NIOSHTIC-2 Publications Search

Pulmonary effects of inhaled mineral dusts.

Authors
Eschenbacher WL; Kullman GJ; Gomberg CC
Source
Patty's industrial hygiene, fifth edition. Harris RL, ed. New York: John Wiley and Sons, Inc., 2000 Jan; 1:89-130
Link
NIOSHTIC No.
20020922
Abstract
Despite advances in knowledge of the relationships between exposure to mineral dusts (asbestos, coal dust, silica) and the respiratory diseases that can occur (pneumoconioses, obstructive lung diseases, cancer, etc.), these diseases are still present and workers are still dying with these conditions. Important insight has been gained into the understanding of the mechanisms of the injury that occurs with the cells and the tissue of the lungs are exposed to these mineral dusts. However, the primary mode of protecting workers from the development of these mineral dust-induced lung diseases is by reducing or eliminating exposure to increased concentrations of the dusts in the first place. No amount of treatment can substitute for prevention in the development of these diseases. This chapter provides the reader with background knowledge regarding the respiratory system (anatomy, defense mechanisms, physiology, assessment, and the response of the lungs to injury) and specifics of the lung diseases caused by exposure to some of the mineral dusts. Treatment of these disorders will not be covered in great detail in this chapter. However, it remains paramount that engineering controls and personal respiratory protection be required so that these dust-induced lung diseases can be prevented.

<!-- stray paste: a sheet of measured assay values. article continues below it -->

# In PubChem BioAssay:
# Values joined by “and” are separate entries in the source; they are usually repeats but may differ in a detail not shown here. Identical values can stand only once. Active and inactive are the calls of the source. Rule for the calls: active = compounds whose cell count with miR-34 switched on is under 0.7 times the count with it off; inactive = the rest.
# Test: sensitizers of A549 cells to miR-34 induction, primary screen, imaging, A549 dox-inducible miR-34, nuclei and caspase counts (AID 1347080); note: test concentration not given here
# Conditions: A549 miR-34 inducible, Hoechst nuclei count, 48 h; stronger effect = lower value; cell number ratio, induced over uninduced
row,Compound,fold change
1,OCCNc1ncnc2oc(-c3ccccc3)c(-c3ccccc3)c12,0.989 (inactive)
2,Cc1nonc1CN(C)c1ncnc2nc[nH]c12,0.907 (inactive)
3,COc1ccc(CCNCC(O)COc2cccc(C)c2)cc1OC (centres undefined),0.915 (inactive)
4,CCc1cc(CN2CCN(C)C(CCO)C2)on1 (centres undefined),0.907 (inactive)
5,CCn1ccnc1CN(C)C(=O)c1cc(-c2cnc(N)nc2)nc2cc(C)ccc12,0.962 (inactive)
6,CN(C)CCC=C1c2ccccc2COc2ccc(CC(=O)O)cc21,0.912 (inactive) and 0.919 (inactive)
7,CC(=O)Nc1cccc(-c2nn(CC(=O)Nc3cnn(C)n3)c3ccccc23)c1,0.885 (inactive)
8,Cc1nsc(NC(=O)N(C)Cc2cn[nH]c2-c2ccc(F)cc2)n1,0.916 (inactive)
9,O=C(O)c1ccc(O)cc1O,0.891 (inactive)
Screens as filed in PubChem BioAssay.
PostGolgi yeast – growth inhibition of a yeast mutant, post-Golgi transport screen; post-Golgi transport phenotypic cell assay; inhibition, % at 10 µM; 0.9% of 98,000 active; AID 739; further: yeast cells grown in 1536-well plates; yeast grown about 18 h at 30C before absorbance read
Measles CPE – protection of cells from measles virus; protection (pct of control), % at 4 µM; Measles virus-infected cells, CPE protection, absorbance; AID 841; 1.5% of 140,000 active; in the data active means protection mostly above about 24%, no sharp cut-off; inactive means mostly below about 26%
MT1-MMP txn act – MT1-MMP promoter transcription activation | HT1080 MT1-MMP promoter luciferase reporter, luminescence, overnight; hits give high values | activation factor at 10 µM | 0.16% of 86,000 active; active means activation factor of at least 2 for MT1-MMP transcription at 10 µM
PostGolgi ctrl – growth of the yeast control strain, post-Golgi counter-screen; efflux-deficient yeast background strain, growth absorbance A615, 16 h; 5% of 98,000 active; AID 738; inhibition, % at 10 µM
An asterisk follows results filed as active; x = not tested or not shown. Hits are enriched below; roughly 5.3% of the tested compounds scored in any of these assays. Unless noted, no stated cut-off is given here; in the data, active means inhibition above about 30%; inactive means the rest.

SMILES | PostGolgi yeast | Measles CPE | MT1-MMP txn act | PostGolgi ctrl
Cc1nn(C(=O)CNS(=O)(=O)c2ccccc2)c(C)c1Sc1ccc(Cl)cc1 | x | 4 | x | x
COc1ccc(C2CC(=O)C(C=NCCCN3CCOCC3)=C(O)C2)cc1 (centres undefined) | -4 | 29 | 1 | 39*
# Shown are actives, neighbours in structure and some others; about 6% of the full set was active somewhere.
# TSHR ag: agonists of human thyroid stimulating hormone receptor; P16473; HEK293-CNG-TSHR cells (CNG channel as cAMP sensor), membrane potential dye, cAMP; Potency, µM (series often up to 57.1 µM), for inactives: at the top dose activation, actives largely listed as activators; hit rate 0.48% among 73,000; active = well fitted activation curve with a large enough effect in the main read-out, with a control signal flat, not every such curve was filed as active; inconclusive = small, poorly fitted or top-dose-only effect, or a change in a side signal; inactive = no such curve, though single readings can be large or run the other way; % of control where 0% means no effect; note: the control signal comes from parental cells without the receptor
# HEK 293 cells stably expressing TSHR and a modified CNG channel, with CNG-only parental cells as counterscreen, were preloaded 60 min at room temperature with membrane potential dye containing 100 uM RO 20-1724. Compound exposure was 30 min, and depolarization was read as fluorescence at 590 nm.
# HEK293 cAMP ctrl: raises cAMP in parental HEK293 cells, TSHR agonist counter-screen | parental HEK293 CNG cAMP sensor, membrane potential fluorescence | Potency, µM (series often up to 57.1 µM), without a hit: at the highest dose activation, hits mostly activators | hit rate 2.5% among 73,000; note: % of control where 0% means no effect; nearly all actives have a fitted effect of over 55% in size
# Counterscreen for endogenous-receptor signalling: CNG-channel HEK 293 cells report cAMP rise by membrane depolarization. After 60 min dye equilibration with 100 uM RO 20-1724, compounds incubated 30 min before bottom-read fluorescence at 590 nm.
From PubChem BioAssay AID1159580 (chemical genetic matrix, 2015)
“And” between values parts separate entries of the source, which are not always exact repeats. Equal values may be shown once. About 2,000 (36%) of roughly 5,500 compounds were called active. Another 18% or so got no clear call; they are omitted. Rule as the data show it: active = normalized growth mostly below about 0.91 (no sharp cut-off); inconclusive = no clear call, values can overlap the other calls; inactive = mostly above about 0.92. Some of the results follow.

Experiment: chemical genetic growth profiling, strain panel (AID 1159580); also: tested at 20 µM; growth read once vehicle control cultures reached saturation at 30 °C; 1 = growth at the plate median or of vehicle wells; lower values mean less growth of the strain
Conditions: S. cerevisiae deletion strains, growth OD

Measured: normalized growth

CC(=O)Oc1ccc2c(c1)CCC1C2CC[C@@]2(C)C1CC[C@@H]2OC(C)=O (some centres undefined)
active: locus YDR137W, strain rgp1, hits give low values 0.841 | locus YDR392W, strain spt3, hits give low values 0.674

Keywords
Mineral-dusts; Dusts; Dust-inhalation; Dust-particles; Pulmonary-system-disorders; Diseases; Workers; Occupational-exposure; Lung-disorders; Lung-disease; Respiratory-system-disorders; Engineering-controls; Respiratory-protection
Publication Date
20000101
Document Type
Chapter
Editors
Harris RL
Fiscal Year
2000
ISBN No.
9780471297567
NIOSH Division
DRDS
Source Name
Patty's industrial hygiene, fifth edition
State
WV; NY
Page last reviewed: October 18, 2019
Content source: National Institute for Occupational Safety and Health Education and Information Division